If you’re a regular reader of B3’s tabletop section, you’ll know that we’re huge fans of the Dale of Merchants series of games, thanks to our coverage of Dale of Merchants 1 and 2 and Dale of Merchants Collection. This May, Snowdale Design is bringing the series back to Kickstarter for a third (or fourth, if you count Collection) instalment, but we’ve already got our hands on a pre-production copy.
The new game fits the same small form factor that each of its predecessors had, meaning that the box is among the smallest in my collection. The game has also been designed to fit directly inside the Collection box, with the appropriate inserts and everything. As always, there are six decks, a board and a manual, as well as a dice that relates to one specific animal folk deck.
The prototype version we received lacks flavour text on the cards, doesn’t have a manual, and comes with a board from Collection, rather than the final Dale of Merchants 3 board, which I expect will be unique in the same way that it is in each other version. The dice also includes stickered faces, but crucially, the six decks of animal folk cards appear to be final in terms of rules and text.
The objective of each game of Dale of Merchants is the same regardless of the version, and that is to assemble eight ascending stacks of goods on your stall. The first stack will have a value of one, then two, then three, and each stack will comprise of animal folk cards from the same set.
To assemble these stacks, each player will begin the game with a single card from each of the decks they’re playing with (three at two players, four at three players and five at four players) and then a number of junk cards to make a total of ten cards for each player. With these cards, players will invest in adding cards from a market to their deck, and use abilities printed on the cards to further their own schemes, sometimes at the cost of their opponents.
There’s no doubt that the mechanics at play in Dale of Merchants 3 are essentially identical to those of the previous iterations, but once again, designer Sami Laakso has worked hard to make each animal folk deck feel unique. Adding the six from Dale of Merchants 3 to your existing collection (if complete) would take you to just under thirty decks, depending on promos and such.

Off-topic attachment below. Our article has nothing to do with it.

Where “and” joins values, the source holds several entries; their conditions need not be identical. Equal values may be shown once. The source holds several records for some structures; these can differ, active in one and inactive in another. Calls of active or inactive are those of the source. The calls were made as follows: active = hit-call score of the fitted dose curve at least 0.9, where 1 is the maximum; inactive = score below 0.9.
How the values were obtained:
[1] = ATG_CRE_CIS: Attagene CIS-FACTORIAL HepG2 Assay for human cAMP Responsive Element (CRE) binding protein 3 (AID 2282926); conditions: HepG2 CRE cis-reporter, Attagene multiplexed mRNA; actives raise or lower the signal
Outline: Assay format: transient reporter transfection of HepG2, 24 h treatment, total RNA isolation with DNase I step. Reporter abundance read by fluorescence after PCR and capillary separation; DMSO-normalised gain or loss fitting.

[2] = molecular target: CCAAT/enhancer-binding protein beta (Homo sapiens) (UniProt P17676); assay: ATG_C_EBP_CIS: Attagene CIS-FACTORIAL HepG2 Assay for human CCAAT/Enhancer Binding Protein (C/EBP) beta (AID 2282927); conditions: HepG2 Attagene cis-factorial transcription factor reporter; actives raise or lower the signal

What I really love about this whole series of games is how it’s possible to mix and match the decks from one game with another to create completely different experiences. Some decks (including one in the new game) focus on very interactive and often mean elements, whilst at least one deck in each game (again including Dale of Merchants 3) use dice to introduce risk and rewards.
The new mechanic this time is Store, which allows a player to place one of their cards that has this keyword in front of them, and to store a number of cards on top of it for the next turn. This, essentially, allows a player to expand their hand size for the next turn, at the cost of having fewer options for this one.
As always, these tweaks and changes are fairly subtle. In no game of Dale of Merchants 3 or either of its predecessors have I had to refer back to the manual to understand what was happening, or how a new rule would interact with an existing one. Everything is just clean, logical and fun — yet deeply strategic.
On your turn, you may simply spend a number of cards for the value shown on the top left, in order to buy a new card that is added to your hand. But as your deck expands, you’ll see Technique cards that show a plus symbol. These allow you to chain actions together — performing several Techniques in a row, and then a normal action such as buy or place a stack.
These Techniques can be powerful, but you’ll also be using the same cards to form your stacks — and once cards are placed in a stack, they can no longer be used to buy other cards or as Techniques. Like the very best deck-building games, Dale of Merchants asks players to first build a deck, then to dismantle it again, all the while without taking sight off their overall objective.
It’s very easy to invest in stacks too early and run out of steam, or indeed with some cards, to trash all your low-value cards and simply run out of cards to throw easily into your discard pile in order to buy new ones. This is a game of two halves, with a distinct build-up phase and then a tear down one, where everyone rushes to build out their stacks, hoping to find a way to make those expensive seven and eight stacks before their opponents.
With each game taking between thirty and sixty minutes, Dale of Merchants 3 never overstays its welcome and the art, as always, is unique and joyful to look at. If you enjoyed the previous games and are collecting anyway, then you must add this third instalment to your collection.
For those not yet invested, I’d expect the Dale of Merchants 3 Kickstarter to include options to buy the previous iterations and Collection, and for me, these games are among the cornerstones of my own game library and I couldn’t imagine not having them. The completionist in me is excited to add more decks, but I suppose I would concede that the level of variety is now starting to slow down slightly.
Check out the Dale of Merchants 3 on Kickstarter.